The enemy of the media is my president, or is it my friend? Or maybe my reality show host? Or as with the fog of war, does the fog of media get, well, fogged-in? It’s a fog that blurs sight of critical journalism, and all we see is partisan politics. Legendary military analyst Carl von Clausewitz warned that during war, “A sensitive and discriminating judgement is called for; a skilled intelligence to scent out the truth.” That “judgement” is absent in the media’s daily blasting of the White House.
The fog of war means people get hurt. So does the fog of media. it’s the unintended consequence of the 24-hour news cycle assault on the President. No one will argue that Trump is above scrutiny or even attack. He is a leader who triggers combative reactions, so it is an ongoing battle lasting two years and counting. I’m afraid these relentless attacks on the Trump presidency, will do more damage than just bringing down a flawed man. If it is not slowed to a measured, intel-driven attack, the campaign will cleave the American soul.
Media sniping has long been an American pastime. During World War 2 (1941-45), General Patton was savaged as the press organized a coup to suppress his voice, and it succeeded. Patton, like Trump, was unbridled, verbose and an easy target. But in the end the accusations, and later his demotions delayed the war’s end and cost American lives. In the 1960s and ‘70s the media, including NBC and The Washington Post in cahoots with the Democratic Party, targeted Richard Nixon— add in White House leaks—which fueled his Gestapo response and inevitable downfall. The clash of media and White house paralyzed the country, and has left us with political post traumatic stress syndrome. When Nixon lost his campaign in 1962 and blurted to an audience, “you won't have Nixon to kick around anymore” he was lashing out at the press.
In the 1980s, the media depicted Ronald Reagan, the B-actor, as a “doddering” idiot, a heartless racist, a hollow showman, tending to the rich and leaving African Americans to die with his “trickle-down” economics. He was called a warmonger, controlled by his puppet-masters including an astrologer introduced by his wife, Nancy. He, “had more horses than books.” He was “sentimental, hypocritical, cheap” and borderline senile. But teflon Reagan, a performer with good timing, great presence, sense of humor, well-delivered lines, and a streak of artful pragmatism, was able to preserve his legacy.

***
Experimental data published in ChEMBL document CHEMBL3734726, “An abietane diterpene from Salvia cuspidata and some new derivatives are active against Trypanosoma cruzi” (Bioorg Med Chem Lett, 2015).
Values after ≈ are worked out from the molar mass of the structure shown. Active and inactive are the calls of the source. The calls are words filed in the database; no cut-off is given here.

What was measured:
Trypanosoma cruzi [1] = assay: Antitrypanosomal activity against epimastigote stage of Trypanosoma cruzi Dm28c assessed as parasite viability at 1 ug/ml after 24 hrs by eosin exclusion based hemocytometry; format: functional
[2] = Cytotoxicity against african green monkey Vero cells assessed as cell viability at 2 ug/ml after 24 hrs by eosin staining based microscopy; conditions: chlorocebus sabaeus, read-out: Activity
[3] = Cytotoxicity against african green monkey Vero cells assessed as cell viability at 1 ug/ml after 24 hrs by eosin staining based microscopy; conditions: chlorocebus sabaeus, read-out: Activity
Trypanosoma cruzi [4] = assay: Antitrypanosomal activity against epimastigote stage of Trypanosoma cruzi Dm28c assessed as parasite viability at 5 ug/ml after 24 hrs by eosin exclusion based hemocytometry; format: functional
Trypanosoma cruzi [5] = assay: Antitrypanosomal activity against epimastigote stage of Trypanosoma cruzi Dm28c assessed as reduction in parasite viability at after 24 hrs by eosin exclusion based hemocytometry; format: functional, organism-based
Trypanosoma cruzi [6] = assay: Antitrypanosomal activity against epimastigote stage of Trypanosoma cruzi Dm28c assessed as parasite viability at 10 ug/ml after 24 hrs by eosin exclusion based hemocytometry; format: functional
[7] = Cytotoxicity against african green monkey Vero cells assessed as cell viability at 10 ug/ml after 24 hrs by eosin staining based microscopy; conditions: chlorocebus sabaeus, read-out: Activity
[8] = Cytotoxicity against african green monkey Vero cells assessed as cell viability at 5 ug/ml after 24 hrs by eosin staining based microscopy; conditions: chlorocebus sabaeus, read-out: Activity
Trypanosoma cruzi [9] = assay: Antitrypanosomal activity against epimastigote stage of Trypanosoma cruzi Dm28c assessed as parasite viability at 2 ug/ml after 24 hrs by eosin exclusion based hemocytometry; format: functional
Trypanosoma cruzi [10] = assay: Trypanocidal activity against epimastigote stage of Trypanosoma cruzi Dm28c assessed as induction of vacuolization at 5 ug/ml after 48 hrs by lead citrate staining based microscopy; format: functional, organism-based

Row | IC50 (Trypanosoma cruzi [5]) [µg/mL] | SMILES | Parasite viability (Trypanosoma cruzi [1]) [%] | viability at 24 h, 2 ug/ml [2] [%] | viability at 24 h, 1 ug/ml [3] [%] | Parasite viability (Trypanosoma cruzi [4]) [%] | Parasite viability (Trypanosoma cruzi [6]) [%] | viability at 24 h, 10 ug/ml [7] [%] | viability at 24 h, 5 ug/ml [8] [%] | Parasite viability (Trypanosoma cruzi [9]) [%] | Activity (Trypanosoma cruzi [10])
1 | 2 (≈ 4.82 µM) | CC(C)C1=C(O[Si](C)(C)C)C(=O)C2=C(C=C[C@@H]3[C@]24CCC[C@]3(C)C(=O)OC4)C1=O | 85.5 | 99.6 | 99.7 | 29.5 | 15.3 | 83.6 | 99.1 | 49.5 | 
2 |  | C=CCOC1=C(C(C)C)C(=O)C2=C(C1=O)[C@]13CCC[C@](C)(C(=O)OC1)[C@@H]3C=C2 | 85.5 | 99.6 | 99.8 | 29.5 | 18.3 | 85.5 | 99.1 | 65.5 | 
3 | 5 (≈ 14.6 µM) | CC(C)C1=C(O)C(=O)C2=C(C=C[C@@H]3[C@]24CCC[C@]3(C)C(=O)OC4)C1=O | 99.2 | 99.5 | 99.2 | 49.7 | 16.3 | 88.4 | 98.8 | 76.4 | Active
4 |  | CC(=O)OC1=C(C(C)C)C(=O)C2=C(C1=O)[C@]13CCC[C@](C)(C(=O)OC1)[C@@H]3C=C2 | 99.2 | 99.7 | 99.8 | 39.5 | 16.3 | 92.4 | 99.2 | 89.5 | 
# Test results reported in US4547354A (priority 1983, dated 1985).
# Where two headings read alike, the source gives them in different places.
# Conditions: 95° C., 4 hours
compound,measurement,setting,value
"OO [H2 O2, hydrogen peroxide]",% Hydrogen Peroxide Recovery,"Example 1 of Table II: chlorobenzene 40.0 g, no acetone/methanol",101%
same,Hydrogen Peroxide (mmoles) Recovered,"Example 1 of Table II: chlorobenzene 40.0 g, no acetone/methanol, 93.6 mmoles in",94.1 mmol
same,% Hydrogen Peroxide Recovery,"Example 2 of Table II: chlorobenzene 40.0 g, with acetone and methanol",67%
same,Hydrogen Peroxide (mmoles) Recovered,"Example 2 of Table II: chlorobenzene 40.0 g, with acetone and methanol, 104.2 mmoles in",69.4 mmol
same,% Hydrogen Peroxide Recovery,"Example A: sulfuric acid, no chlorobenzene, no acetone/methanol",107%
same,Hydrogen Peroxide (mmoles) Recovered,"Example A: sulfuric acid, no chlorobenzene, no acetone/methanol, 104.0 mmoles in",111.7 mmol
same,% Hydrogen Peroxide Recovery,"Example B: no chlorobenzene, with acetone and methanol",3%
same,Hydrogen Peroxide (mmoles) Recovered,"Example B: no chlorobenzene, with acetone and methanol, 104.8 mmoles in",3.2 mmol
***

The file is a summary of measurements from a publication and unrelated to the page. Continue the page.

President George W. Bush was not as creative as Reagan when in 2005 the media tore him to shreds for his response to Hurricane Katrina. Bush was maligned as ill-suited to his role and was portrayed as a Simeon, the boy king, who morphed into a warmongering cowboy. Then he was a hapless Gilligan. Americans began to cringe when he took the stage, and the world of entertainment cast him as the living symbol of ignorance. He absorbed full blame for the Iraq War, (although he acted with the support of Congress, worldwide intelligence agencies and allies), conventional wisdom still portrays him as a ventriloquist’s dummy seated on the lap of Dick Cheney.
Then there is Donald Trump, “the Donald,” a not-so-conservative reality TV star, with the scowl of Patton and the billions (maybe) of Bush. He is as loose-lipped as Patton, and as temperamental as Nixon, a showman, not quite in the same league as Reagan, but definitely no puppet, And for the first time in history the media has met its match. There is no way to savage Donald Trump, because he likes war, he “likes the heat.” And he is armed with a Twitter account, with tweets ablazing. He is beholden to no one but his own towering success. He can fight dirty, bypass the media, and connect directly with his audience. In the end, the media’s aggressive elitism is nullified. In other words, they’re fired!
As the media loses perspective and steps over the line, we are witness to more vicious warfare. What we have learned as of 2018 is that Americans driven by social media proved they’re no longer content to press their noses against the old world’s TV’s glass menagerie filled with the darlings of left-leaning media. Instead when they feel ignored or insulted they change the channel to alternative outlets or they flee to that massive Twitter account, where they find a populist character without insider pedigree, someone they can relate to. They are even willing to cover their eyes when the fighting gets downright ugly.
Sadly, that part of the American population, Nixon’s “silent majority,” needed Trump too. They were the still forgotten men and women who feel that they had been left behind and had lost their basic dignity and their voice. You don’t need a college degree to understand hurt. Bashing the common man by the media turns into invective that devalues and dismisses. If the hurts of the forgotten Americans are not heeded, they will continue to lash out and grasp at those willing to fight back. Their neglect will only fuel more anger. And a vicious cycle can only spiral out of control.
In the end, the fog of media will cloud the ability, as Clausewitz warns, to find, “a sensitive and discriminating judgement” and boundaries between fair criticism and all-out war.
And no democracy can survive a perpetual digital war.